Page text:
An equally powerful piece – Atrabiliarios – is unsettling, exuding a sense of suffocation. Shoes have been placed in four niches in the museum wall. But the shoes are trapped, because covering them is a layer of animal skin, stitched to the wall in large, rough sutures. The animal hide is semi-translucent, so the shoes are only partly visible through it – it’s as if a hand has been placed over a mouth, negating its ability to speak. All of Salcedo’s work speaks about death, but it does so by very deliberately not speaking about it. Her message is clear; her work does not represent the violence perpetrated – rather it acknowledges those who have suffered violence, both singly and universally. She does this so that audiences may feel something of what the victims she represents have suffered, and perhaps, history and its cruel acts may not be repeated.

Delicate and almost ghostly, Disremembered is made of four blouses delicately woven in raw silk threads, each garment shot through with tiny black needles. The effect is something like an intensely fragile instrument of torture, with the ghostly shape of each blouse tracing pain in its folds and pleats. Again, the work evokes suffering and a violent death without reproducing or representing the act itself – the act of resistance performed through it is a silent one, but it is no less powerful for it.

Disremembered VIII, Doris Salcedo, 2016, Sewing needles and silk thread, 88 x 43 x 12 cm, © the artist. Courtesy White Cube

This sense of unlived lives continues in Untitled (Furniture Works), made of domestic furniture, mutilated and filled with cement. A chair has been drilled through with long metal rods and the empty space of the chair has been filled with grey, dull, heavy cement. There’s a feeling of suffocation in the piece, an obvious feeling of being buried in cement, but also a feeling of lives extinguished, chairs no longer occupied by bodies, and furniture no longer making part of a home.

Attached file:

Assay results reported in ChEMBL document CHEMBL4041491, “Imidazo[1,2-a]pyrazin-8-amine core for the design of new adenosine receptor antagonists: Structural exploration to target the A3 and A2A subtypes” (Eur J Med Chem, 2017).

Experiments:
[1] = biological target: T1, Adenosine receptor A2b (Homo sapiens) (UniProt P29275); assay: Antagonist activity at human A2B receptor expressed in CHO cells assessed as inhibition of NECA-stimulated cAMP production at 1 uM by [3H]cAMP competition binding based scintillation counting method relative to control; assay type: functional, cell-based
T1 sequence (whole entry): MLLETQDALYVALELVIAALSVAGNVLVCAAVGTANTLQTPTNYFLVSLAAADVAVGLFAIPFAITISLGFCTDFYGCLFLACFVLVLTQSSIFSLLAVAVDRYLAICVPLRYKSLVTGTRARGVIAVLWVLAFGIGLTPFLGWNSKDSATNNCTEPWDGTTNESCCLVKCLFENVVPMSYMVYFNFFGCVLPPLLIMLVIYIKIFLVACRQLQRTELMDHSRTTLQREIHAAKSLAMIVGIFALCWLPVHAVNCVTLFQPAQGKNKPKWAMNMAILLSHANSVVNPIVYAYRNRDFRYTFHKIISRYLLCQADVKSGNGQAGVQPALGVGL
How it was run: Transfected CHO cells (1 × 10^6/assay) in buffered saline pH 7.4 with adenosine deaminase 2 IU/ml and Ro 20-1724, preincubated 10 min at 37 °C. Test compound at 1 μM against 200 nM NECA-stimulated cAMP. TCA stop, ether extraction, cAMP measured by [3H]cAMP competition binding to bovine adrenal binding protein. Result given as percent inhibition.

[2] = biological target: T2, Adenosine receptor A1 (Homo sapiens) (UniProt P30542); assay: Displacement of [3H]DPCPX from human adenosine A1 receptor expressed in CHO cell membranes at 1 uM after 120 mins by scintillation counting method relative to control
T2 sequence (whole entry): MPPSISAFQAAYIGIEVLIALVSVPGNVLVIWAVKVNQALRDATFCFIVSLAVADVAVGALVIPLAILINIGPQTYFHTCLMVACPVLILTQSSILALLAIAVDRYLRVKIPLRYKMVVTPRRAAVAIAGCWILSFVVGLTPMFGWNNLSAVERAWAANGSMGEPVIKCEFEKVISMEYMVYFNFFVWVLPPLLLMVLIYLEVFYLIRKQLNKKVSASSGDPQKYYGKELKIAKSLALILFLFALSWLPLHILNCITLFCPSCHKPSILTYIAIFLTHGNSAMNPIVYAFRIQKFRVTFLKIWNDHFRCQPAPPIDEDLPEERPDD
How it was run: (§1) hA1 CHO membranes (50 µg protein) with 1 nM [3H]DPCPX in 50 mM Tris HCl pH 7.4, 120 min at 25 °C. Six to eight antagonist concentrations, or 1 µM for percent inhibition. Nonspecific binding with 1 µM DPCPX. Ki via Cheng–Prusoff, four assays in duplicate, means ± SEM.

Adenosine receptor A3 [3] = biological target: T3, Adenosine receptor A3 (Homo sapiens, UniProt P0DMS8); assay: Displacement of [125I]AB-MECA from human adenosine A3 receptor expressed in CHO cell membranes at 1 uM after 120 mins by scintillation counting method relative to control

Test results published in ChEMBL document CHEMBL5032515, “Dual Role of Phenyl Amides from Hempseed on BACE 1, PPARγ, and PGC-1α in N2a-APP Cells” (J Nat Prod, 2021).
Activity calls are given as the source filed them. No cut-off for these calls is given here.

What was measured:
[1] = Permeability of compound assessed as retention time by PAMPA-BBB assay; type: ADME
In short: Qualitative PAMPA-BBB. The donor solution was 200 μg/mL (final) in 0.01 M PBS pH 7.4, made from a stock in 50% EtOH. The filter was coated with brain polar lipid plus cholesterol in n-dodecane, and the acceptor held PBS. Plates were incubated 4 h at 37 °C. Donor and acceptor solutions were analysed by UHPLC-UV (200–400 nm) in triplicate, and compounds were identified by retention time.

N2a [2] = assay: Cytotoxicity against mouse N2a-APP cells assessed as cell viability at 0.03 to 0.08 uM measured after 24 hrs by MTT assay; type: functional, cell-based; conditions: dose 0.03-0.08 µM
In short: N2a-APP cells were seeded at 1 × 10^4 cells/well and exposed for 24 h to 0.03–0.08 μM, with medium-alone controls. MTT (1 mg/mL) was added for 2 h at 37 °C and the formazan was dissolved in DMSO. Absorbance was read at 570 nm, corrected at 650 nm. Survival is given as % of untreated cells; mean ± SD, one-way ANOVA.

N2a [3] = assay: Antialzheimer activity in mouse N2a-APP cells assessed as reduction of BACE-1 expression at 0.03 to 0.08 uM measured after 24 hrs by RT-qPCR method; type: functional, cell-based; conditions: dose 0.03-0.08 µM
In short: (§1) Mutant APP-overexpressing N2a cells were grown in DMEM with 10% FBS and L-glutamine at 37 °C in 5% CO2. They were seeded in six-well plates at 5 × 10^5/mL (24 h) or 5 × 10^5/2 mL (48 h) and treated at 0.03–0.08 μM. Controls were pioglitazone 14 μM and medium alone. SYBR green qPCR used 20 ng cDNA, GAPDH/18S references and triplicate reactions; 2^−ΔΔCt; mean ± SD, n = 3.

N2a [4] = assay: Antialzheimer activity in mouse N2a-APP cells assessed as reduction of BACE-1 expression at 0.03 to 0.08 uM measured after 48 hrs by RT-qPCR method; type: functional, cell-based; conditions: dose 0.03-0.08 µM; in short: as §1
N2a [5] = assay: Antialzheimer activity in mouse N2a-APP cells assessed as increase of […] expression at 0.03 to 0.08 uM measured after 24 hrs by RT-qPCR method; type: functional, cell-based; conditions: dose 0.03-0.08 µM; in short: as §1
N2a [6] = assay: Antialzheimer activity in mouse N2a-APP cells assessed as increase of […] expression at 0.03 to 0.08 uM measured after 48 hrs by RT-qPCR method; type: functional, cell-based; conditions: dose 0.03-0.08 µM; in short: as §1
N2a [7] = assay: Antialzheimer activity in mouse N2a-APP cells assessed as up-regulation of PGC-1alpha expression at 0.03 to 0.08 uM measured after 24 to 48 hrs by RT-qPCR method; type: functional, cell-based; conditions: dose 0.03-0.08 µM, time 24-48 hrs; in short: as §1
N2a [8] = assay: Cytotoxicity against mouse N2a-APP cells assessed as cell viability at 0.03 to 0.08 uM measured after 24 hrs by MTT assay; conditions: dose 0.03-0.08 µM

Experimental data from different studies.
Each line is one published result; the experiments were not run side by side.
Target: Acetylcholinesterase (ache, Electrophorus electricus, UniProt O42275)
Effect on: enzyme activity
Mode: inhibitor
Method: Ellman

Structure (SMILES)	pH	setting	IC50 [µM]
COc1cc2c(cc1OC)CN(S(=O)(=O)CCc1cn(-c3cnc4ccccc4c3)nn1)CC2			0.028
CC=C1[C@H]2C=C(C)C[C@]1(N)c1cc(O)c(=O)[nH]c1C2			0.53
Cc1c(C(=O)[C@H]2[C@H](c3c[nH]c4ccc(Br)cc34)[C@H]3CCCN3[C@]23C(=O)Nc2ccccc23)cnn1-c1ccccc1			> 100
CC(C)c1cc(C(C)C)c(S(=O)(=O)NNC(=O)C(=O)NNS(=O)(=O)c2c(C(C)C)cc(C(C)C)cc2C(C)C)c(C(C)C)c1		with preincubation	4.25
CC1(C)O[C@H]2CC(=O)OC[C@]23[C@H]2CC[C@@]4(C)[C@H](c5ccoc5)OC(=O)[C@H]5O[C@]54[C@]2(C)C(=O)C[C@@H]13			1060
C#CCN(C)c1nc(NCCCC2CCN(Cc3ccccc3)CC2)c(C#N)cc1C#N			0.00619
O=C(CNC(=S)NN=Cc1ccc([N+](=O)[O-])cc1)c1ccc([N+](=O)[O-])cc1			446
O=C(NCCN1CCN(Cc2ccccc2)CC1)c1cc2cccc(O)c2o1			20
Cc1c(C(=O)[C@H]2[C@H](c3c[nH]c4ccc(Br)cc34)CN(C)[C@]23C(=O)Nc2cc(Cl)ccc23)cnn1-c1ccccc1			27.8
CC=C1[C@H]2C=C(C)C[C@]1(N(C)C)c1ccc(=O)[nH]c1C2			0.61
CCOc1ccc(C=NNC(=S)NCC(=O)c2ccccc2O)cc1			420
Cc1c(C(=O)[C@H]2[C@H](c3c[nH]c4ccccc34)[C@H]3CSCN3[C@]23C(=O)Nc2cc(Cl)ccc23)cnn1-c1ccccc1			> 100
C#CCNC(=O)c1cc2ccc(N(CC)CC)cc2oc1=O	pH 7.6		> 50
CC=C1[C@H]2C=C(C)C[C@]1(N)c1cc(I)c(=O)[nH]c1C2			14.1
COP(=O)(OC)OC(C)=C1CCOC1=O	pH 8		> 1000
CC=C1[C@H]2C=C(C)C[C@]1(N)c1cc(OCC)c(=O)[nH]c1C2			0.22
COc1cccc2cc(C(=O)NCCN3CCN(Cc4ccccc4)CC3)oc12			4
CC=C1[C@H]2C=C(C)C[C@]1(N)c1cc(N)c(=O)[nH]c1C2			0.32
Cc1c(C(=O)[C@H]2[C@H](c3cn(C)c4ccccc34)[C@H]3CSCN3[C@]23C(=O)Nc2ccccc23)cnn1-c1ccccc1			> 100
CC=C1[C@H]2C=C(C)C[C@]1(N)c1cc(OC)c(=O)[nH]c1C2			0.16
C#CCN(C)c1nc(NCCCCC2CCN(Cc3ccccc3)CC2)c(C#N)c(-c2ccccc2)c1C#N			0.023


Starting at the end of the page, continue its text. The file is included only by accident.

Salcedo’s work plays witness to the victims of political violence, and displays an unwavering faith in the power of art to assert itself against violence of any kind. Her work has its origins in large-scale political crimes, but has also been inspired by individual injustices. The last work in this exhibition, is a fragment of A Flor de Piel II, a huge sheet made of thousands of rose petals which have been treated in an elaborate preservation process and stitched together, made in mourning for a nurse who was tortured to death in the Colombian war. The effect is strangely autumnal, but also slightly unpleasant; with a plastic texture belying the natural origin of its petals. Thus, the material is in a sort of state of suspension, as it its decaying process has been suspended half-way, it will be stuck in this state of semi-decay forever.

A Flor de Piel, Doris Salcedo, 2011-2012, Rose petals and thread, approx. 627 x 1100 cm, © the artist. photo © White Cube (Ben Westoby)

Salcedo herself admits that her work, in particular interviewing victims of political violence, has taken a physical and emotional toll on her – this is not surprising, since she has spent all of her career concentrating on this one subject; the interpretation of the experience of these victims. Her work continues to speak of the multitude of absences created by violence and creates a space for the mourning of personal and universal loss.

Doris Salcedo, Acts of Mourning is on at the Irish Museum of Modern Art, Dublin until 21 July.